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The upcoming flagship smartphone lacks a technology called optical image stabilization, which counteracts blurry or shaky images. But improvements are on the way.
Better photo tech should help Google's Android-powered phones escape the techie buyer niche. Too bad there's no image stabilization.
Forthcoming SLR and videocamera models should capture much more detailed imagery. And the Japanese camera maker can now photograph and reprint the texture of subjects, not just the color.
Photographers loyal to the Canon brand may now have a higher-resolution option than Nikon customers, but Nikon's scores in DxOMark -- a core part of image quality -- remain well ahead.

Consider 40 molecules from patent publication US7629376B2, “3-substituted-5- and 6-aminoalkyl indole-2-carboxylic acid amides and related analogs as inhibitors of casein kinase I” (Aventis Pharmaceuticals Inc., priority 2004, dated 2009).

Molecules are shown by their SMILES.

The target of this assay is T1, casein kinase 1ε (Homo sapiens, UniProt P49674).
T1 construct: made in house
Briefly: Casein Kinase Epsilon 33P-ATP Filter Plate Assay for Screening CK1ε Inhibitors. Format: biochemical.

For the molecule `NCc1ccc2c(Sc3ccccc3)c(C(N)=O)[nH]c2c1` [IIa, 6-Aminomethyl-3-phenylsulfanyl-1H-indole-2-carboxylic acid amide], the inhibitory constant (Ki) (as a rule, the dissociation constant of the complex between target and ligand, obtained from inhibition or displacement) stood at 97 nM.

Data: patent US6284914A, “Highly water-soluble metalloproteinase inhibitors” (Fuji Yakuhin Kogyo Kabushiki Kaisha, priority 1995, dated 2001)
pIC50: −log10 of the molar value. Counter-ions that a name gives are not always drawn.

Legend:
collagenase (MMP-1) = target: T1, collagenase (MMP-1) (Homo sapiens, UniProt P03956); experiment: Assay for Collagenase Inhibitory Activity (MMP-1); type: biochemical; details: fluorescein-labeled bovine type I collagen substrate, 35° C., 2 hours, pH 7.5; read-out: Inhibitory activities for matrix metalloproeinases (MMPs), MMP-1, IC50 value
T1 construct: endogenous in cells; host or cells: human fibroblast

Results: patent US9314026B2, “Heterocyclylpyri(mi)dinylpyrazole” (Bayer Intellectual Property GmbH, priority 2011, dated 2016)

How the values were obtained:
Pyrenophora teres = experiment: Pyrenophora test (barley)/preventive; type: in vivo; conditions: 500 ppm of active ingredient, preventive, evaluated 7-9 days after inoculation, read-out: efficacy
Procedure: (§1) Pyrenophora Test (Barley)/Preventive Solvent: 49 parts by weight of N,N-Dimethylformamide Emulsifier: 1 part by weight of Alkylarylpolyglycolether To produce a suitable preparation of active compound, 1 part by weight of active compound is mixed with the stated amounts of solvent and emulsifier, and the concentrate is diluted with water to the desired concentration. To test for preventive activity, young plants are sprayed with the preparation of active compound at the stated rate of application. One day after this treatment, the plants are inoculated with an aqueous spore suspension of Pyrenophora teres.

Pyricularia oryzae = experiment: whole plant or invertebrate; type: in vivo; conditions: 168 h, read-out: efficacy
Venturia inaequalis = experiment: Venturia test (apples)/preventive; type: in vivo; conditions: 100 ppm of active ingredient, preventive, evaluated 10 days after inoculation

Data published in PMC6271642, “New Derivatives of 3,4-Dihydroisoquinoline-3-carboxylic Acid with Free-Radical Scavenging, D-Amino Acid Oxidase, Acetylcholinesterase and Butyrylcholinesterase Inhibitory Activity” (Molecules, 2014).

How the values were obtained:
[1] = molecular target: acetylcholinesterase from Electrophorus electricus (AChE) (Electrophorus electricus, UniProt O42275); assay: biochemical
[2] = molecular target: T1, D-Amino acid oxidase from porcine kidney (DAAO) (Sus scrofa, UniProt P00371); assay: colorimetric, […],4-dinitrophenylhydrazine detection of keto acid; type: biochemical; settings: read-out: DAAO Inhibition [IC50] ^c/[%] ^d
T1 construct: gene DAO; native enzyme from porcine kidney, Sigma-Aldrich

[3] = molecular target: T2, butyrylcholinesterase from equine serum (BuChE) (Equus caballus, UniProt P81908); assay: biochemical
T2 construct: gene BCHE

High-end lenses are a notch more attainable for Canon SLR users. Some lens prices were cut again after Canon trimmed prices last September.
In a noteworthy test of photo and video image quality, Apple's new iPhones bump aside Samsung, Sony and Nokia.
The smartphone has beaten out the Nokia 808 Pureview to take the lead in overall picture quality.
A cinema camera just showed it can outclass full-frame SLRs from Canon and Nikon that have sensors nearly twice as large.
Few photographers will buy the $4,000 lens, but many will covet its performance, judging by new tests by LensRentals and DxO Labs.
The new leader of the Android pack nosed ahead of Apple's flagship smartphone in DxO Labs' photo and video tests.